Selected pages from "The Protest and The Recuperation"

hail themessages and inventive creativity that have come to define the culture of protest. While I acknowledge that protest can function, as well, to promote reactionary ideologies, The Protest and The Recuperation is focused on art that reveals the visual and performative aesthetics of progressive protests. It was developed as an exploration of what art can contribute to our understanding of this performative formand of the necessity of public gathering as a strategy for effecting change. Through participation, observation, interpretation, representation, and appropriation, artists Khalid Albaih, Lara Baladi, Sharon Chin, ChowChun Fai, Rachael Haynes, Sreshta Rit Premnath, Oliver Ressler, Josué Rivas, HankWillis Thomas, and Eugenia Vargas-Pereira present nuanced perspectives on the value of protests as aggregate expressions of thousands, evenmillions, of individual participants. Conceptually, the exhibition begins with the Arab Spring’s outburst of dissent and local organizing networks in 2011, which put pressure on authoritarian regimes, and continues with resistancemovements that followed that year, including OccupyWall Street. From2011 to 2020 the world witnessed an extraordinary period of revolt that spread quickly from site to site through social media. We saw a renewed surge in the United States after President Trump took office, as in the stunning 2017Women’s March. Other examples include, in 2019 alone, the significant percentage of Hongkongers who came together to fight against China’s “big hand,” the Friday protests in Algiers, and the protests in Baghdad against government corruption that purposefully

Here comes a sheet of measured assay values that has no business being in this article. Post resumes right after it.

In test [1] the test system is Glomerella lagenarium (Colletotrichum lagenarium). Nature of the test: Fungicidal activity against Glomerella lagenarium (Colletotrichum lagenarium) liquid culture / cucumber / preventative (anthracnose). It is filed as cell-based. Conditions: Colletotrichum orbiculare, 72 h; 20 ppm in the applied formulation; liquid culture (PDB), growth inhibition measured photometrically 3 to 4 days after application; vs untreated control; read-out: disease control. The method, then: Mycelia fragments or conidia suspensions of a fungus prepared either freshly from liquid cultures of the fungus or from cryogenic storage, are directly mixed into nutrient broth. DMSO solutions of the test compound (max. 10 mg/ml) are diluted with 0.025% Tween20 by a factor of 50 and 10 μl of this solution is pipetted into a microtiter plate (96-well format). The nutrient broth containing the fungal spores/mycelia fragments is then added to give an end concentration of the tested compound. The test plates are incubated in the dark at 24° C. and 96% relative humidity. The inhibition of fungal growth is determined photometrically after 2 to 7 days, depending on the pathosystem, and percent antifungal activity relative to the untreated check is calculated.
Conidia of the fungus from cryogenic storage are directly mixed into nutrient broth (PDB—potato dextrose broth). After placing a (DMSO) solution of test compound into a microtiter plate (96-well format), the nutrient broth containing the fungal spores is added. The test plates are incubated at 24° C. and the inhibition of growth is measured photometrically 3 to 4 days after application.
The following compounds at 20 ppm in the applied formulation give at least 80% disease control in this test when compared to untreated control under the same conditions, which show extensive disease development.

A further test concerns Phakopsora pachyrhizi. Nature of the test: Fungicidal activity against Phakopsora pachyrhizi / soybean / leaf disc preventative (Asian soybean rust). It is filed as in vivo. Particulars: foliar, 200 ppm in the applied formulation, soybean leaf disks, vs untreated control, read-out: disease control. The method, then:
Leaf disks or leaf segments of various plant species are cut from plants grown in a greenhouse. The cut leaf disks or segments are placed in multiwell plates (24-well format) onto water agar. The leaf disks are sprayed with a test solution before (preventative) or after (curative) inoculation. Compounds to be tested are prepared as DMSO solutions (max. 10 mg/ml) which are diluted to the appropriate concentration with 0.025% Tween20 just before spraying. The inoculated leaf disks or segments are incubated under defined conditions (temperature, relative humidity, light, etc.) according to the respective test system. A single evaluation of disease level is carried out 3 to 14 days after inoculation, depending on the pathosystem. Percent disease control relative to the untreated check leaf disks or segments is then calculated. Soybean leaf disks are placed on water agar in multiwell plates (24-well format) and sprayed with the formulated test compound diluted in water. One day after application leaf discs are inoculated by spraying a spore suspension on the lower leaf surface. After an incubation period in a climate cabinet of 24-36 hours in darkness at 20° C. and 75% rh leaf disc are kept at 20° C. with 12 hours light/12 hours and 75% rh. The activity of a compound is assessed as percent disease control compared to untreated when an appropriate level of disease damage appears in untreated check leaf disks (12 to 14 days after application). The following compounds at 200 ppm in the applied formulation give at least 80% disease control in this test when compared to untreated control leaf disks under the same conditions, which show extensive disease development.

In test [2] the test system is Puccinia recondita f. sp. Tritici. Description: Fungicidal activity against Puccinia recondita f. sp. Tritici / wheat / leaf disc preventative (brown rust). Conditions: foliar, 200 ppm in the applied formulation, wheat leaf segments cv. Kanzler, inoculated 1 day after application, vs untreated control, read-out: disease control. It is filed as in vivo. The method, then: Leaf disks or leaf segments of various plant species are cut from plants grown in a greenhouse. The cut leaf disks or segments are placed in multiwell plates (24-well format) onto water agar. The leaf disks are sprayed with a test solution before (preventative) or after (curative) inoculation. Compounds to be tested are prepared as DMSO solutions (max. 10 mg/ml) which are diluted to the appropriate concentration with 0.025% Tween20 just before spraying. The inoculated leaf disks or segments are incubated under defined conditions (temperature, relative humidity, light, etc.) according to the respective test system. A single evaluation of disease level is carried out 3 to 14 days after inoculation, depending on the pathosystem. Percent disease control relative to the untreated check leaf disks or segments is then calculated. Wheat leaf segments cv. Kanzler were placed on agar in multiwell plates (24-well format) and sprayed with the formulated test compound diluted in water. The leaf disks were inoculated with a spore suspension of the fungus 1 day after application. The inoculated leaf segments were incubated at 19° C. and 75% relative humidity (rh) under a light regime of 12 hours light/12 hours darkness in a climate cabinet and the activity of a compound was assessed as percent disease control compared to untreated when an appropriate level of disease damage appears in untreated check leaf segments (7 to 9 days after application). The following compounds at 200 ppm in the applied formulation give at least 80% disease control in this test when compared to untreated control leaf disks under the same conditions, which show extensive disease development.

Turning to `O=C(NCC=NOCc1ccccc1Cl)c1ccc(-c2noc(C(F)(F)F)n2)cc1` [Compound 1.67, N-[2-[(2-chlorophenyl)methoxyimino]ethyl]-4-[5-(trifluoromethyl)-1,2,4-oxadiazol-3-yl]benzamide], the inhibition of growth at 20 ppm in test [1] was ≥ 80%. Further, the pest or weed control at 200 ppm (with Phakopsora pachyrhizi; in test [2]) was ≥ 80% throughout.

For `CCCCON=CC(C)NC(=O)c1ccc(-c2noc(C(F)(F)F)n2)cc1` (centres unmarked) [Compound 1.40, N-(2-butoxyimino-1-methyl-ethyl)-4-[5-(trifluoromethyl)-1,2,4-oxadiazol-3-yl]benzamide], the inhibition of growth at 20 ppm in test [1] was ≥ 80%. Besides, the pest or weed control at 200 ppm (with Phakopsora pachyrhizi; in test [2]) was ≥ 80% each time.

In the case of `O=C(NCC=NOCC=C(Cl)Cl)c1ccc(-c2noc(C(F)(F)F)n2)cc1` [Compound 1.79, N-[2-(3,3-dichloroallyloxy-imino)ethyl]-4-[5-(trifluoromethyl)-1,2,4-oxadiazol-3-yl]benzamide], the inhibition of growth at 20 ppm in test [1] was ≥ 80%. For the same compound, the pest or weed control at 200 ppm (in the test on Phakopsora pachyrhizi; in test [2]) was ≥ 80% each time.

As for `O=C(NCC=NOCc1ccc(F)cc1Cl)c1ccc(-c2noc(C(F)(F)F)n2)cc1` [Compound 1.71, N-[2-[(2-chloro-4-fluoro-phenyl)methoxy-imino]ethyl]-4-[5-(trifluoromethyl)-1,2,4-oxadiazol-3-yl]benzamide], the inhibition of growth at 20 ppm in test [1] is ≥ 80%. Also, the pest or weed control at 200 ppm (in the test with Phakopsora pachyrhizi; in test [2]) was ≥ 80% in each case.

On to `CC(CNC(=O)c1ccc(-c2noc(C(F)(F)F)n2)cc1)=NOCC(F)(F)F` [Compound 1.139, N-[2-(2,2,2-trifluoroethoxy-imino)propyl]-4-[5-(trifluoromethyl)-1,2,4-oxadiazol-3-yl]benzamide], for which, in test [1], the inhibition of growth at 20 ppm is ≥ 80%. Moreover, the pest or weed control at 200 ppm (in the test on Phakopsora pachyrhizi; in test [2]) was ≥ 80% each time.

16 The Lure of Protest

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